May 9, 2010
To Speight Jenkins, Daron Aric Hagen, Gardner McFall, Stephen Wadsworth, Gerard Schwartz, the cast, crew, and orchestra of Amelia.
I stopped Speight in the lobby of McCaw Hall on opening night just before the curtain to thank him for commissioning this opera of the Vietnam era. Now that I’ve seen the opera, I would like all of you to understand how profoundly affecting the performance was. I wept through much of the opera, at first too emotionally moved to appreciate the music. I previously regretted that no one had addressed this story appropriately but feel that Amelia not only overcame that omission but did it with a work of considerable stature."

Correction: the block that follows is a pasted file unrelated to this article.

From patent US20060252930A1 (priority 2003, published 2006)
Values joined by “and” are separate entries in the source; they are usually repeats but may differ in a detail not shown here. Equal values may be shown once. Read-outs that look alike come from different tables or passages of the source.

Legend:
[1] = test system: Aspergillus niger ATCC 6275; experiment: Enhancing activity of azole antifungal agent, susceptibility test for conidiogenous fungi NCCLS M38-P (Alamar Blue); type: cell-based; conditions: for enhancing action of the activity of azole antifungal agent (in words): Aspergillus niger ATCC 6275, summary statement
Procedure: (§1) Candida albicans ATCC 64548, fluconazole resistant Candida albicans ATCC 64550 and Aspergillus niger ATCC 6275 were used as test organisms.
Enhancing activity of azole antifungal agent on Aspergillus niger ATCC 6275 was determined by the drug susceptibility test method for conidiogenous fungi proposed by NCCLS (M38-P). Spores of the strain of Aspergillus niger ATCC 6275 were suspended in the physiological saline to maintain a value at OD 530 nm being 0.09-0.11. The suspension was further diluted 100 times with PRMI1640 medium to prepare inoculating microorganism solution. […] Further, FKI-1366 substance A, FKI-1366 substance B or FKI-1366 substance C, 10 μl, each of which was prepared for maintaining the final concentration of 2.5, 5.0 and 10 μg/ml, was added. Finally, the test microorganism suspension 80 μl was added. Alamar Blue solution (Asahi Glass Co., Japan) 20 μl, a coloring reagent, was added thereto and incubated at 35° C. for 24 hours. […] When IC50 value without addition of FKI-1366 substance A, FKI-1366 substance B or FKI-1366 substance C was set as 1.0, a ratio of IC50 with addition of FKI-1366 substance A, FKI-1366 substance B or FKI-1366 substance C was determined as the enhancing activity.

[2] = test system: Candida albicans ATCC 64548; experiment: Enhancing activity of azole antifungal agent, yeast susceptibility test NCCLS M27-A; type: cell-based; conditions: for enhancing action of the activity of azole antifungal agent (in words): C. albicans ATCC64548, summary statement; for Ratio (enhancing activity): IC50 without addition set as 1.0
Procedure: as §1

"While the program suggested that the complexities of time and flashbacks might be difficult to convey, the words and voices of the singers and actors rose to the task. Maestro Schwarz magnificently conducted some truly stunning orchestral interludes. But the capping moment for me was Jane Eaglen’s rendering of the Navy Hymn.
I was a 23 year-old officer who sent fliers like Dodge catapulting off the deck of the U.S.S. Kitty Hawk, not knowing if they would return, and many did not, something I will always feel responsible for. Nor did I know if they truly were aware of how the big ship shuddered each time they left it for the air."
"I had previously thought no one else understood how integral Amelia Earhart, “The Flier” in the opera Amelia, is to the spirit of Navy flight but now Gardner McFall, the librettist, and Daron Hagen, the composer, along with Seattle Opera, have presented this story to the world.
Kenneth J. Walkky, Captain
U. S. Navy (Retired)"
All photos courtesy Ken Walkky